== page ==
domesticity, we still seem to be handed the career/woman roles and
forced to choose. We often attempt to do both--to be Superwoman--
usually with disastrous results. And should we have the temerity to
assert that there are, in fact, other alternatives, we are typically
either dismissed as "quirky" or ignored altogether.

As we found out in the '70s, Superwoman doesn't exist (not
even in the comics)--we can't be all things to all people. So we often
give in to the pressure, suppressing a core part of ourselves (either
the desire to love and be loved by another or the desire to achieve
creative/intellectual fulfillment) in order to survive. Indeed, as I and
my close friends get closer to that "certain age," we have found
ourselves increasingly confronted by these issues. Who are we
as women if we are not subsumed by a relationship or consumed
by our careers? Who is that person staring back at us in the mirror?

Of course, at some point, most of us achieve some sort of tenuous
balance in our lives without sacrificing our individuality,
but these are not the heroines portrayed on stage and screen. We
who live in the real world know that being a woman is not an
either/or proposition--it is a balancing act on a high wire (in stilettos
or combat boots) without a net. Someday our culture (and Hollywood,
its mirror), will catch up to who we really are and what we
really want, but only if we stand up and fight for it. Fasten your
seatbelts, it's going to be a bumpy night.

Tuesday, February 22, 2005

Running On Empty

Lately I've been thinking quite a bit about my
life and the odd directions it's taken. I have
always seemed to be behind life's curve, so to
speak. If there's something adventurous, just
a little edgy or out there, I have always been
slow to embrace it. I suppose one could say the
flip side of that is that once I have done so,
I do it passionately and intensely. Perhaps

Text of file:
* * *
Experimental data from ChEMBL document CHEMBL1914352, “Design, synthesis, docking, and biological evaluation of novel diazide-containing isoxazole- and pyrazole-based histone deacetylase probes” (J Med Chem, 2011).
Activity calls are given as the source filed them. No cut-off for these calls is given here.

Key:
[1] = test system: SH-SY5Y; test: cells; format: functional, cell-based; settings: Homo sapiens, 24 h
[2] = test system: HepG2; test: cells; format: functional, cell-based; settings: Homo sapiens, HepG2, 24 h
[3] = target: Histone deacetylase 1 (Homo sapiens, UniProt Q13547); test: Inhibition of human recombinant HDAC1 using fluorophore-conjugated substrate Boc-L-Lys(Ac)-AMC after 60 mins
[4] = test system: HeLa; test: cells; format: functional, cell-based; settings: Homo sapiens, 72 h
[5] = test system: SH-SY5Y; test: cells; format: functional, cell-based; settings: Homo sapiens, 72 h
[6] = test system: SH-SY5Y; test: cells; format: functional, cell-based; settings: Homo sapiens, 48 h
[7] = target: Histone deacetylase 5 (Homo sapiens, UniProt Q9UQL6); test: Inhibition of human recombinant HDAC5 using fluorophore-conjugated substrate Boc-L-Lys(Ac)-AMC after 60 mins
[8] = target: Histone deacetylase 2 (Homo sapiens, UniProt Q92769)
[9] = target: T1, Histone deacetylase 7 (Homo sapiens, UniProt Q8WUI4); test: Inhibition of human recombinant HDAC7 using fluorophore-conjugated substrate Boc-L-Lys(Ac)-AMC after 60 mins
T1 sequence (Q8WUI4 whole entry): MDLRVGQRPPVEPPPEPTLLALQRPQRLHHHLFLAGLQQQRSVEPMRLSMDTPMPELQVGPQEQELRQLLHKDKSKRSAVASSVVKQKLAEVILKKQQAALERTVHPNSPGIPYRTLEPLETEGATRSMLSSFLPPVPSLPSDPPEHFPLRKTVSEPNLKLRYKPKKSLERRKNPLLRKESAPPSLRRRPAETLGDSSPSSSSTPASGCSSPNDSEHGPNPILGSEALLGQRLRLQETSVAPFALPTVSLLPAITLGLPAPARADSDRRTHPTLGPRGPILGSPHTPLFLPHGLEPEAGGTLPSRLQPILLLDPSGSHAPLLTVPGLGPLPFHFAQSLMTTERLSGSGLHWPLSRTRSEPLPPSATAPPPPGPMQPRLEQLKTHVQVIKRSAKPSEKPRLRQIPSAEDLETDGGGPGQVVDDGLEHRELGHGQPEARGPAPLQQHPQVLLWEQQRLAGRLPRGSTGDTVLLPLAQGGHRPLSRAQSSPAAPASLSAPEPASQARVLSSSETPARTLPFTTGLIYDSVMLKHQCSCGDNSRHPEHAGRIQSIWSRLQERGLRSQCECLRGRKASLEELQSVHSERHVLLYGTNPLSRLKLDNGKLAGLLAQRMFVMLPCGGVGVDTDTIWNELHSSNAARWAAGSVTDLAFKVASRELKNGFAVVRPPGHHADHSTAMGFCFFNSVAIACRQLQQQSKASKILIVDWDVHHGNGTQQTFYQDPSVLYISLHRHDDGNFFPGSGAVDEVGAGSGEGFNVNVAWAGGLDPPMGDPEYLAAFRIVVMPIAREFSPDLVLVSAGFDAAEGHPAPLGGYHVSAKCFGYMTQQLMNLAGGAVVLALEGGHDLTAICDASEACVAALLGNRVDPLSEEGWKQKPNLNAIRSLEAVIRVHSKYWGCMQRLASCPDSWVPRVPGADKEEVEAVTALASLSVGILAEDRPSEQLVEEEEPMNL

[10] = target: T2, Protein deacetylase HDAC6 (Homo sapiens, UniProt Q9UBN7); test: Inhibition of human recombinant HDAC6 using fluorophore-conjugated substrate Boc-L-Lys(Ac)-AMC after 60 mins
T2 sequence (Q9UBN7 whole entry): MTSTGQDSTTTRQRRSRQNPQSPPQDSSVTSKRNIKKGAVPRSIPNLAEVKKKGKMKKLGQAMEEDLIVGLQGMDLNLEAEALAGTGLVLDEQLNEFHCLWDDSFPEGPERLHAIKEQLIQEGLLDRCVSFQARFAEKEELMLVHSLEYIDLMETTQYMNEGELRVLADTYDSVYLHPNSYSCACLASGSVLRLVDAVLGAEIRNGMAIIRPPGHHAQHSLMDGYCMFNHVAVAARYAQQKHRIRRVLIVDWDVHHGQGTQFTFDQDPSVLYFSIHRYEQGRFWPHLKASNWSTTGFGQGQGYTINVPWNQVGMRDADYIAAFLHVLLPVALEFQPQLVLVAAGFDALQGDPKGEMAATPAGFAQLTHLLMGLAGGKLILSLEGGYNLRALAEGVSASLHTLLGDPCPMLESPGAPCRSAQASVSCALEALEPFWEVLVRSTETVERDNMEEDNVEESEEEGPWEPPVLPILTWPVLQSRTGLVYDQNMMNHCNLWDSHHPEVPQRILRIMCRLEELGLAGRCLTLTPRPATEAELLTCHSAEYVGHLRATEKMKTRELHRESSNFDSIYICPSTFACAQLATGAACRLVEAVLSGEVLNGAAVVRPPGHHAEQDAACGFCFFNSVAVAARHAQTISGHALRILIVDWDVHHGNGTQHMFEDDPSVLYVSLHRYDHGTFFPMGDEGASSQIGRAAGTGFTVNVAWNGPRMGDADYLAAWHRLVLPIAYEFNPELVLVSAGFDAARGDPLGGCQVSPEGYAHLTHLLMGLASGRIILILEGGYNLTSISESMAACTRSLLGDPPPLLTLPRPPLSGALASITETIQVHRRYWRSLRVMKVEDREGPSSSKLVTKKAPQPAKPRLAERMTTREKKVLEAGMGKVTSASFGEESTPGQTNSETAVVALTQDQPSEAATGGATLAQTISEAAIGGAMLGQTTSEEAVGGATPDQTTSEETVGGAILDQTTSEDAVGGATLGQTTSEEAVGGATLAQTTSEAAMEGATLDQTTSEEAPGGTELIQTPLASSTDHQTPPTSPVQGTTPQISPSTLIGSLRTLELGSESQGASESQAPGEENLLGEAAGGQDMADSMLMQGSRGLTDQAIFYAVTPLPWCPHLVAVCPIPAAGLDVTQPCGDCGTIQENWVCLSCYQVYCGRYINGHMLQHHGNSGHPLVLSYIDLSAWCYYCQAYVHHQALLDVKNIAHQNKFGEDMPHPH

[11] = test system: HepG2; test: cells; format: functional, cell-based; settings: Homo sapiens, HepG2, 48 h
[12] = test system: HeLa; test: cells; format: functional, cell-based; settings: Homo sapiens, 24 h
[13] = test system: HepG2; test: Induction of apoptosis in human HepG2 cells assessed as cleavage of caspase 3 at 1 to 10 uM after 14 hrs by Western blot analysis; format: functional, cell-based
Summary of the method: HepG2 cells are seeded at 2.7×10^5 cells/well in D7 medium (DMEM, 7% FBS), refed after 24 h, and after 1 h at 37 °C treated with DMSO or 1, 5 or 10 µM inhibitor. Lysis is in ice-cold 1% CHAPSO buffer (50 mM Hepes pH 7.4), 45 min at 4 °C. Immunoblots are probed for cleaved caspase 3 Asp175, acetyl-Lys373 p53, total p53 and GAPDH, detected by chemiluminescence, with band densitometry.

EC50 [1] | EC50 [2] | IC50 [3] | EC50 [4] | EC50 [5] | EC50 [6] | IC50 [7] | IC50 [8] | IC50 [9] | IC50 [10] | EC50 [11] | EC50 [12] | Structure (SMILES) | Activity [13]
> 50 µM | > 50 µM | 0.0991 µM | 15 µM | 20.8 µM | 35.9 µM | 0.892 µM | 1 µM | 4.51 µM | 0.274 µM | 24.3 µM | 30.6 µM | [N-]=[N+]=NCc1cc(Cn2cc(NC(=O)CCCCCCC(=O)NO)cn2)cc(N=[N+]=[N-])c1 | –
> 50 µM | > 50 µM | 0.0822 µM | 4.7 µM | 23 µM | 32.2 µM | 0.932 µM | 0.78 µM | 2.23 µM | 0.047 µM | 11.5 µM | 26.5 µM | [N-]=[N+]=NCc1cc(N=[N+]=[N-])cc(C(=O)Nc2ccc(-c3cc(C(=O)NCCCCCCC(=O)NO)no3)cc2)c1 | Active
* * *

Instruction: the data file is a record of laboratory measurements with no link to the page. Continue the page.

that is why it takes me a bit longer -- the fear
of sinking in too deep, of giving my heart and
soul and being burned in the process.

It may seem contradictory that I am a
"question authority" type person who played it
by the book during my adolescence and
young adulthood, but immersing myself in academia
was my refuge from the chaos surrounding me at home.
There was such turbulence, insecurity, anger and
pain, so little support, understanding, and communication.
We all turned inward on ourselves instead of outward
to where we could help one another.

So I have never really been one to leap into the
unknown, have always wanted to stay behind, alone
in a warm, safe place with a good book. So often
the characters in those books are more than
familiar--they have, in a sense, become my only
real friends. I turn to them for comfort
and reassurance that I am not alone, that
there is someone else who has felt the things
I am feeling, that my pain and fear are not unique.
After all, we all need to be loved and understood
for who we really are, and so few of us ever achieve
that true connection with anyone. But the books are
there waiting, unchanged, without judgment.
So I return to them whenever I am downhearted,
lonely, sad...which is more often than I'd like
to admit.

It has always been terrifying to me to face the
unknown when the known is so unsettling. Yet I